Four students from New York have been named national finalists in the Siemens Competition in Math, Science and Technology held at Carnegie Mellon University, after earning top spots in one of the two regional competitions that took place this month. The competition is hosted by the Siemens Foundation.
Of the four winners, three applied as a team and shared a $6,000 team scholarship for their project, which identified a protein that previously was not known to play a role in cell division. This protein could be key to understanding several diseases including amyotrophic lateral sclerosis (ALS) and Alzheimer’s disease.
With a project titled, “The Cilium and Centrosome Associated Protein CCDC11 is Required for Cytokinesis via Midbody Recruitment of the ESCRT-III Membrane Scission Complex,” Jillian Parker and Jiachen Lee, of Dix Hills, New York, along with Arooba Ahmed, of Melville, New York, found that when a protein called CCDC11 is decreased in a cell, the division of cells that leads to the production of new cells is not carried out properly.
While several proteins are known to be involved in successful cell division, this is the first time that CCDC11 has been shown to be involved in this process. The protein is also known to participate in early development to ensure that organs develop correctly in the body.
“This discovery can help better understand the complex defects that patients with mutations in the CCDC11 gene present in the clinic,” John Woolford, a competition judge and professor at Carnegie Mellon, said in a press release. “This could alert us to the fact that people who present with one disease or problem might have other seemingly unrelated problems. This could help us understand how different diseases stem from the same genetic mutation.”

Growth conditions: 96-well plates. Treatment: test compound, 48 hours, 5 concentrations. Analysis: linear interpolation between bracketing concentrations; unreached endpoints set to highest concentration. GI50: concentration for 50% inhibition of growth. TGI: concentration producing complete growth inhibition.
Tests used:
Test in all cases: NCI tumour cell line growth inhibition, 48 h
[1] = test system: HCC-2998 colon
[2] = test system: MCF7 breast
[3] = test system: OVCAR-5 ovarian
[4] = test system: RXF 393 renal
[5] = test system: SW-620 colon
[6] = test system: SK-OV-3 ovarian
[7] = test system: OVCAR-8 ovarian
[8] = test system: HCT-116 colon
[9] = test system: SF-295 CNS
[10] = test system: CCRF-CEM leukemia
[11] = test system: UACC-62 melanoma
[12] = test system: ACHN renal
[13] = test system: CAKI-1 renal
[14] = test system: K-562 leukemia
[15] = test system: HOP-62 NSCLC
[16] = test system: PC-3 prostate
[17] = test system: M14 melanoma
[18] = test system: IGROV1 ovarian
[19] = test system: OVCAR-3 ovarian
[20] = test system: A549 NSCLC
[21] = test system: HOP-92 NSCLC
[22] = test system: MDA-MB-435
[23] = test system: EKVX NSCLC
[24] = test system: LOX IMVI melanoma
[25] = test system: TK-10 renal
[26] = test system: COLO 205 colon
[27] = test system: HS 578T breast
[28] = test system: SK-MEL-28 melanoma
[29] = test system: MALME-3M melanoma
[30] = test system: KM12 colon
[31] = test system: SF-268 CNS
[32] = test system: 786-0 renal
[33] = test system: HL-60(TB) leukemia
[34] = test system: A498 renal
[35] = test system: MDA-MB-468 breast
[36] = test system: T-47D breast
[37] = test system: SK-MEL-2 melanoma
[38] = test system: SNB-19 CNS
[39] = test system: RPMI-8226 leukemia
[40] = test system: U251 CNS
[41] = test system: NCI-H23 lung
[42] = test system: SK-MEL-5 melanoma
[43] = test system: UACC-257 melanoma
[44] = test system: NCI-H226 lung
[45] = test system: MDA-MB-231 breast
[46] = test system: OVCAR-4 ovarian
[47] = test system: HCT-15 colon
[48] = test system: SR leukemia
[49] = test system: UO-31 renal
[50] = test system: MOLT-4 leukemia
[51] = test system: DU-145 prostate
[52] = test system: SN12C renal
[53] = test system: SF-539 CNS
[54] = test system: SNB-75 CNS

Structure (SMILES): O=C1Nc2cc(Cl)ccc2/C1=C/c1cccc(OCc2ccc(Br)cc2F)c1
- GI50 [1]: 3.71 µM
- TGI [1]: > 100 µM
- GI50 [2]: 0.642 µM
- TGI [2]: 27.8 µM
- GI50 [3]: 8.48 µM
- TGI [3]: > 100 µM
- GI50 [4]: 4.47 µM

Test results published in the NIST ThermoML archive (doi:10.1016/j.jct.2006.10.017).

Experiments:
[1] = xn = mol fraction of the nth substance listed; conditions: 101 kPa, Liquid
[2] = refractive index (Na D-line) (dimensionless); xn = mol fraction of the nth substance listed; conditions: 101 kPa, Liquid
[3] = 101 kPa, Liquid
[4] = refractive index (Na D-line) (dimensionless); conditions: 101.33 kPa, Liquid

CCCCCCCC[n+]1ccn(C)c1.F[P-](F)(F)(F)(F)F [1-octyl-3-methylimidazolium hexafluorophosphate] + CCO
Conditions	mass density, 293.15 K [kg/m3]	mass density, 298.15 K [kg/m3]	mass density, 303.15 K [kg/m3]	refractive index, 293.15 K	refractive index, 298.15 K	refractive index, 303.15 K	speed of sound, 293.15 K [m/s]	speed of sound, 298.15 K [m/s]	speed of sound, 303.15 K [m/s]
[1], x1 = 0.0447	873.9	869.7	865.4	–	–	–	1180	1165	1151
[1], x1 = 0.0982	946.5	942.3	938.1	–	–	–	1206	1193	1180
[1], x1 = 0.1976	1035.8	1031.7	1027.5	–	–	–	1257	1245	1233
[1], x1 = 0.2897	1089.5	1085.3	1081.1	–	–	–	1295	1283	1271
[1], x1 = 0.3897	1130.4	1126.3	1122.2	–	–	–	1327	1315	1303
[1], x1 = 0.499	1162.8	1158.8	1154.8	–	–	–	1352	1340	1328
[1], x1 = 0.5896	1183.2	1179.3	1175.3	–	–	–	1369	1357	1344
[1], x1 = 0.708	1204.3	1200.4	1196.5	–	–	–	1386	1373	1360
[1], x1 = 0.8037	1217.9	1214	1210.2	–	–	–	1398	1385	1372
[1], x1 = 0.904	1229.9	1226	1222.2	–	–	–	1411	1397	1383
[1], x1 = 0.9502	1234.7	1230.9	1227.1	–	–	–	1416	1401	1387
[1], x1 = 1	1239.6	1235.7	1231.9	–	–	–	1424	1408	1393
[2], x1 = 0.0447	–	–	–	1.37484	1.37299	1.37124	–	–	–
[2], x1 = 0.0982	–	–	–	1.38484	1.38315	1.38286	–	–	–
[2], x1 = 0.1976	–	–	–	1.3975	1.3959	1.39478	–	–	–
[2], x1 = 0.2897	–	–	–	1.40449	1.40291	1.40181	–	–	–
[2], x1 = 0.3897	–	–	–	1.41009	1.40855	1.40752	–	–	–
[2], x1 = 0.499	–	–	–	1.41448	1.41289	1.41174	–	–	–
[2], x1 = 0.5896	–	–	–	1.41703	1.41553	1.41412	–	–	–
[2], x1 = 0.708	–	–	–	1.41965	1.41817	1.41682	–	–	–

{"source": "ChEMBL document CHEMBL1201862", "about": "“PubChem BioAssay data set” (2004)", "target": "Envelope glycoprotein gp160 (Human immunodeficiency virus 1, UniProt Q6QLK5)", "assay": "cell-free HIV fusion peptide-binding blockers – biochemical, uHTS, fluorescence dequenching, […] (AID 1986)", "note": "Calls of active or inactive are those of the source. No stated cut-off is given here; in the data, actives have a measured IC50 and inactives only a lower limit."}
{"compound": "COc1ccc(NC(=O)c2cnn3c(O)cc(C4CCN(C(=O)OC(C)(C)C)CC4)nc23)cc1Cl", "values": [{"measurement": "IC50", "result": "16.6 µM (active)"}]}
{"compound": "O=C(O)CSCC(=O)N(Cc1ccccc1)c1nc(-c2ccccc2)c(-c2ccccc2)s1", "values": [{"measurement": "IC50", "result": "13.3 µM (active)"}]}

Parker, Ahmed, and Lee were among 101 students selected to compete in regional competitions nationwide. They were selected from more than 1,860 projects submitted to the competition. Ken-Ichi Takemaru, of Stony Brook University, was the trio’s mentor.
Parker, Ahmed, and Lee won the team prize. The individual winner was Brian Huang, of Fresh Meadows, New York, who developed a theorem that offers insight into the formation of black holes.
The four regional winners will now head to the final phase of the Siemens Competition. They will present their work at the National Finals, taking place at The George Washington University in Washington, D.C., Dec. 4-5, 2017.
Each finalist will receive at least $25,000 in scholarship funds. In addition, $500,000 in scholarships will be awarded, including two top prizes of $100,000.
“It’s amazing to see the knowledge and determination students bring to the competition each year,” said David Etzwiler, chief executive officer of the Siemens Foundation. “These high school students are presenting top-notch, graduate-level research and they deserve recognition for their efforts to improve so many lives.”
The Siemens Competition is administered by Discovery Education, a professional learning community specialized in digital content and professional development. The competition was launched in 1999 by the Siemens Foundation to increase access to higher education for students with special aptitude in science, technology, engineering, and mathematics (STEM).